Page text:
inspection of Petitioner’s raisins. Additionally, Petitioner asserts the resultant hourly

charges to Petitioner by the United States Department of Agriculture are higher than the

United States Department of Agriculture charges “consumer-pack oriented” processors

and handlers. Further still, Petitioner contends the United States Department of

Agriculture provides better inspection service to Petitioner’s competitors, the United

States Department of Agriculture negligently performs inspections, and Petitioner’s

quality control program is better than the inspection service provided by the United States

Department of Agriculture. (Pet. ¶¶ 8-14.)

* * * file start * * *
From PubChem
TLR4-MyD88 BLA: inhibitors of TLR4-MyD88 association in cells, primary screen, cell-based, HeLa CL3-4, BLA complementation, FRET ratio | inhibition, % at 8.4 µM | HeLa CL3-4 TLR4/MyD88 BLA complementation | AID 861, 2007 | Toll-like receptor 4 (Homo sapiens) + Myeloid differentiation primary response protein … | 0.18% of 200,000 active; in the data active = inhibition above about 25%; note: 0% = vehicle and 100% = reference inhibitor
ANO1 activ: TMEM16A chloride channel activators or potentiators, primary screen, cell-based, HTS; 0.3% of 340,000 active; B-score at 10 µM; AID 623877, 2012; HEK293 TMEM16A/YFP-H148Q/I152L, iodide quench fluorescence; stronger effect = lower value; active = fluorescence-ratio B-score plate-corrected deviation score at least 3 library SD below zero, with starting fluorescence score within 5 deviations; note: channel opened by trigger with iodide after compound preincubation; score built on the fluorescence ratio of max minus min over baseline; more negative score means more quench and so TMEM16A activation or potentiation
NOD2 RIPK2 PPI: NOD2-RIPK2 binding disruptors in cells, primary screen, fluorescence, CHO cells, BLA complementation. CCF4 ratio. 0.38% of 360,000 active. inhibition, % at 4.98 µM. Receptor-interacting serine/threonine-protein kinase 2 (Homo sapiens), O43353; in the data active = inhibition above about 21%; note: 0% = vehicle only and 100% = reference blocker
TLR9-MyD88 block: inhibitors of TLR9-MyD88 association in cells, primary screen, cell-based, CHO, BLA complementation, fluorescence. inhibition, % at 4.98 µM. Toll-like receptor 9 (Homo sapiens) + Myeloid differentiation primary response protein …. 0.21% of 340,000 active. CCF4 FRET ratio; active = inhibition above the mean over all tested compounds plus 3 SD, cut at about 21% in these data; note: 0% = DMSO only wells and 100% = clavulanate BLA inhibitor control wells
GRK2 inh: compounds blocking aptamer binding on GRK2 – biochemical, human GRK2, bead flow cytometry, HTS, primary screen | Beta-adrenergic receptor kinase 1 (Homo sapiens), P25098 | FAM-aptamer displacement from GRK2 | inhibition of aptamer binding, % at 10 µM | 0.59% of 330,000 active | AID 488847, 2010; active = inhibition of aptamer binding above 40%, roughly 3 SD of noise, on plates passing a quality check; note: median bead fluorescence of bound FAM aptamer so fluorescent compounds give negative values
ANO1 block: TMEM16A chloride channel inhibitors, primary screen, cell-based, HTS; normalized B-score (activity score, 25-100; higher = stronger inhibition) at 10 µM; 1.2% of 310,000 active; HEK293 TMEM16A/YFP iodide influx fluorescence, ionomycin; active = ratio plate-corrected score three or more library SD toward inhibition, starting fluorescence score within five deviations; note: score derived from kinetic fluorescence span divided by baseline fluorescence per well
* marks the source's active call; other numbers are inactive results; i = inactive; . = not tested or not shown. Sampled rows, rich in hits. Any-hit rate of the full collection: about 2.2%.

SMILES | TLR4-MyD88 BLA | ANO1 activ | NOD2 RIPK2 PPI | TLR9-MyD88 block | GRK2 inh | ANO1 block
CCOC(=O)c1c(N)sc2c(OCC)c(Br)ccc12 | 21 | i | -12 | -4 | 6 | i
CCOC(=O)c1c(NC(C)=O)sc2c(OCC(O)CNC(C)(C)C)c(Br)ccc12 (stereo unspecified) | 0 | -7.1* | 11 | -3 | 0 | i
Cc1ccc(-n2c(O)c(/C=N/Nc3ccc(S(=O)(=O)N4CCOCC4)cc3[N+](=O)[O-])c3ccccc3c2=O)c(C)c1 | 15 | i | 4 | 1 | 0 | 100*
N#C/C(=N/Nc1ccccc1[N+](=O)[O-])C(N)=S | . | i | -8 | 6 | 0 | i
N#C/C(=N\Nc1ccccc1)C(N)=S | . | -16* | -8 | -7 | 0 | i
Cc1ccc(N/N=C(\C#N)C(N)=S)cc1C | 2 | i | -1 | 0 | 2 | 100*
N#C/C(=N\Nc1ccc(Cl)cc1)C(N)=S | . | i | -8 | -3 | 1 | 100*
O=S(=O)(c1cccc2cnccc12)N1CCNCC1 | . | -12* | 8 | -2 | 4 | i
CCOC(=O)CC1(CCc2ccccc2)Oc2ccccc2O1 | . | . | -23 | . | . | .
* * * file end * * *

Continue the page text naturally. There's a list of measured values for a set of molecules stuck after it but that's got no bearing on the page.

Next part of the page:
The handling of California raisins, at the behest of the California raisin industry, is

subject to the requirements of the Raisin Order. Sections 989.58(d) and 989.59(d) of the
13

Raisin Order (7 C.F.R. §§ 989.58(d), .59(d)) require inspection and certification of raisins

by the United States Department of Agriculture. Petitioner requests elimination of these

inspections and certification provisions of the Raisin Order (Pet. ¶ 17A).

Marketing orders regulating the handling of various fruits and vegetables come

into being only when specifically requested by the industry. Upon industry request, a

rulemaking hearing is held which may result in the formulation of a proposed marketing

order. Grower members of the affected industry then must vote on whether they wish the

handling of their fruits or vegetables to be subject to the terms of the proposed marketing

order. Upon a favorable vote by two-thirds of the growers, the marketing order is